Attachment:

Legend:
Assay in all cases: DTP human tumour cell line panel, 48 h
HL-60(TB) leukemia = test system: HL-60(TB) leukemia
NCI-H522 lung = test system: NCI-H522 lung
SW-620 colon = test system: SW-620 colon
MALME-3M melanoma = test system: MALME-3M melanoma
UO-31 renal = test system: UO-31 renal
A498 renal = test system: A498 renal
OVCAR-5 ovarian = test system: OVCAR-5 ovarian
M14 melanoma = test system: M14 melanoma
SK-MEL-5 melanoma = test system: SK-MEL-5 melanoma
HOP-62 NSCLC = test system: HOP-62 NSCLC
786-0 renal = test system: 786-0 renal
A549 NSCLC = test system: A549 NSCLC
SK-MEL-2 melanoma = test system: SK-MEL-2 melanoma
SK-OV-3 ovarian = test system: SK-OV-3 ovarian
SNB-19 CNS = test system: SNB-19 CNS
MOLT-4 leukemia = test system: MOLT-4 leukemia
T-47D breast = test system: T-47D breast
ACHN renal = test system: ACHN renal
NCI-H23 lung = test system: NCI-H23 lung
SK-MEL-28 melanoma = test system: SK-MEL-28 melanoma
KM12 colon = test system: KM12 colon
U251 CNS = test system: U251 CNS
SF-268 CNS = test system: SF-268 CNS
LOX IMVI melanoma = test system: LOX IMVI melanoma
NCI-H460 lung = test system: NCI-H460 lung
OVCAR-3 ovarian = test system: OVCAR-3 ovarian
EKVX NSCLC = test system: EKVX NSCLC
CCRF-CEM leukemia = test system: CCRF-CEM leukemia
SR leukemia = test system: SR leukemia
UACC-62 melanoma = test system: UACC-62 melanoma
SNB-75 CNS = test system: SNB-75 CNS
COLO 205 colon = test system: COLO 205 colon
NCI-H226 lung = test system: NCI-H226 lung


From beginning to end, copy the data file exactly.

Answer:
Legend:
Assay in all cases: DTP human tumour cell line panel, 48 h
HL-60(TB) leukemia = test system: HL-60(TB) leukemia
NCI-H522 lung = test system: NCI-H522 lung
SW-620 colon = test system: SW-620 colon
MALME-3M melanoma = test system: MALME-3M melanoma
UO-31 renal = test system: UO-31 renal
A498 renal = test system: A498 renal
OVCAR-5 ovarian = test system: OVCAR-5 ovarian
M14 melanoma = test system: M14 melanoma
SK-MEL-5 melanoma = test system: SK-MEL-5 melanoma
HOP-62 NSCLC = test system: HOP-62 NSCLC
786-0 renal = test system: 786-0 renal
A549 NSCLC = test system: A549 NSCLC
SK-MEL-2 melanoma = test system: SK-MEL-2 melanoma
SK-OV-3 ovarian = test system: SK-OV-3 ovarian
SNB-19 CNS = test system: SNB-19 CNS
MOLT-4 leukemia = test system: MOLT-4 leukemia
T-47D breast = test system: T-47D breast
ACHN renal = test system: ACHN renal
NCI-H23 lung = test system: NCI-H23 lung
SK-MEL-28 melanoma = test system: SK-MEL-28 melanoma
KM12 colon = test system: KM12 colon
U251 CNS = test system: U251 CNS
SF-268 CNS = test system: SF-268 CNS
LOX IMVI melanoma = test system: LOX IMVI melanoma
NCI-H460 lung = test system: NCI-H460 lung
OVCAR-3 ovarian = test system: OVCAR-3 ovarian
EKVX NSCLC = test system: EKVX NSCLC
CCRF-CEM leukemia = test system: CCRF-CEM leukemia
SR leukemia = test system: SR leukemia
UACC-62 melanoma = test system: UACC-62 melanoma
SNB-75 CNS = test system: SNB-75 CNS
COLO 205 colon = test system: COLO 205 colon
NCI-H226 lung = test system: NCI-H226 lung